Ancient Thinkers on the Power of Music II
Music and Human Character
The second part of this exploration of the power and importance of music by ancient authors looks at the relationship between music and human character, and how this even extends to music benefitting communities as a whole.
We begin with the final book of Aristotle’s Politics. At 1339b41-43, Aristotle describes how humans engage in the practice of music for relaxation. This passage comes during the discussion of whether music should be part of education. He previously asked the question whether music served for education, amusement, or entertainment. Considering the importance of amusement, which leads to relaxation and which gives pleasure, he finds this use of music to be an honourable pursuit as a break from hard work. Not entirely different, perhaps, from switching on Classic FM, Radio 1, or 3 in the car at the end of a long day, or even in the kitchen as one preps dinner.
But, continues Aristotle, the nature, the physis, of music is has an importance beyond this perfectly acceptable pursuit. Its effect goes far deeper than simple enjoyment; it reaches all the way to our soul and, therefore, to our character. Music’s power can reproduce anger, pain, pleasure, temperance, courage, delight and make us feel them as if real. Musical rhythms contain representations of character, in a way that sensations that please the other senses do not. Taste does not, nor does looking at visual representations of character or emotion. One may disagree with Aristotle here. I do. I remember becoming almost tearful the first time I saw de la Roche’s exquisite portrait The Execution of Lady Jane Grey. She is blindfolded, youthful, beautiful, clad in white, and innocent, highlighted against a darkened background, and this is her last moment. We are made to feel, ‘what a waste’, ‘what malice put her there?’ A powerful visual image. But I do certainly agree with Aristotle that music is a particularly powerful conveyor of emotion and feeling that speaks to our own emotional experience. He goes on to discuss the different reactions produced by the different modes (scales). If music has the power to touch character and communicate values, it must be part of the education of the young (1340b1-20).
Our second passage comes from Polybius, the Greek Historian of the second century BCE. In book 4 of his Histories, at chapter 20, Polybius says that he will explain how the Arcadians have earned their reputation for great hospitality (philoxenia) and humanity (philanthrōpia), and particularly for piety (eusebeia). The Cynaethans, Polybius tells us, are the exception among the Arcadian peoples, who by contrast are known for their savage character and disrespect for law (paranomia).
He then announces that the reason for this disparity is because they have abandoned the ancestral custom of music, ‘true music’, which benefits everyone. He rather grumpily takes issue with Ephorus who apparently said music had been introduced for deception and bewitchment. The early Arcadians gave music a place in their politeia (community order), prescribing that boys and young men up to the age of thirty engage in its practice. They are trained in hymns that celebrate traditional heroes and gods, they learn the songs of Philoxenus and Timotheus, and they do not consider this a disgraceful accomplishment. Aristotle, just previously to the passage discussed above, had noted that whilst many Greeks enjoyed performing music, they did not consider musicians to be in an honourable profession. No such stigma in Arcadia. The purpose for introducing these customs was not luxury, but a way of tempering the effect of the harshness of the climate and life under those conditions. Polybius says that humans have a tendency to be shaped both physically and in terms of character by climactic influences. Music contributed to a softening influence on the people, men and women alike, who participate equally in the regular assemblies and sacrifices that were instituted as part of the calming culture.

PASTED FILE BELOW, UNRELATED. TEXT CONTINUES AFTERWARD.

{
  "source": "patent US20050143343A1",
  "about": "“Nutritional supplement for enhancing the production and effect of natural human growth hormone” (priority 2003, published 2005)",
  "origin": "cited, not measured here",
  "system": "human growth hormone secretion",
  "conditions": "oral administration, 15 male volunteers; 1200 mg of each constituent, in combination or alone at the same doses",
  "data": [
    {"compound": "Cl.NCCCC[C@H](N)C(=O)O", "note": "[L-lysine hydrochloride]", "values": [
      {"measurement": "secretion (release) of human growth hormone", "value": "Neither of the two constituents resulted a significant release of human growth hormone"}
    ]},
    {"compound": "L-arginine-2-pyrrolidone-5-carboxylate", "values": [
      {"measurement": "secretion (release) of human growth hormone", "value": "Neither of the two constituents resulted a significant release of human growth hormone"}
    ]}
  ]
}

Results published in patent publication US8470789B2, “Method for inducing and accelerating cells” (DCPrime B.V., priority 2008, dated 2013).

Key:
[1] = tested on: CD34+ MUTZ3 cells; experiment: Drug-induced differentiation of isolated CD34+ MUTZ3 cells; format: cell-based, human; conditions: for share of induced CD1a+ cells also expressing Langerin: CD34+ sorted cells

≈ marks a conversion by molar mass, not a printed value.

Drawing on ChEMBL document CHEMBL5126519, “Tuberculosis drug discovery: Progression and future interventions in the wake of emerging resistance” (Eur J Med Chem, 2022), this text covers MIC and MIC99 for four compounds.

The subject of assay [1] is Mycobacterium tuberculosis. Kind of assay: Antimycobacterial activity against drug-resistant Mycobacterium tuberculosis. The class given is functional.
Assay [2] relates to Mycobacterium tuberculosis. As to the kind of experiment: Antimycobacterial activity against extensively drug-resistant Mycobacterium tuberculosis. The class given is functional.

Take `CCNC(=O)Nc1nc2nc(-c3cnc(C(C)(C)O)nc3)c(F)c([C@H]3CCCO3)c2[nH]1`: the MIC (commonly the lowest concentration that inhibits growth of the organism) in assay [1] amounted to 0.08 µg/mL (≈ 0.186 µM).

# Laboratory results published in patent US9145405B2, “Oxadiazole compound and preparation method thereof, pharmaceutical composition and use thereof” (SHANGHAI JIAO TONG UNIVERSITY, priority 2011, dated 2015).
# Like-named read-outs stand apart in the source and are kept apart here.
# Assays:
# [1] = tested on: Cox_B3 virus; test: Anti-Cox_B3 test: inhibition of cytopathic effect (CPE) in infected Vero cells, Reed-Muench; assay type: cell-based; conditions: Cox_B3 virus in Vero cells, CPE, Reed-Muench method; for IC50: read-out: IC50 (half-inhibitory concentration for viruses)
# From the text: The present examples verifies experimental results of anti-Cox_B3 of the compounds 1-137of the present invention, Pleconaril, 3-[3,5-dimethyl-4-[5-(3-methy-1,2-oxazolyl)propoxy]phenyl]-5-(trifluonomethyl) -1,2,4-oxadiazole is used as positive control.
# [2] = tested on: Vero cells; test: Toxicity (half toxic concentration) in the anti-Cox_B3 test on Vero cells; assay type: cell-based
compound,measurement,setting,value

Like Aristotle, Polybius sees the value of music in tempering the effects of laborious toil. For him, however, the point is less about relaxation, then using culture to combat the effects of the natural habitat, in effect nurture balances nature. But the notion of calm is present in both, and also in the Pindar passage in part 1, where the lyre of Apollo stops the lightning bolt and enchants the eagle of Zeus.
Music speaks to and shapes our character. They knew this two millennia ago and even earlier. Orpheus enchanted the animals. And even more charmingly, the great singer Arion’s sweet voice delighted the dolphin which saved his life (Herodotus, Histories, 1.24.6).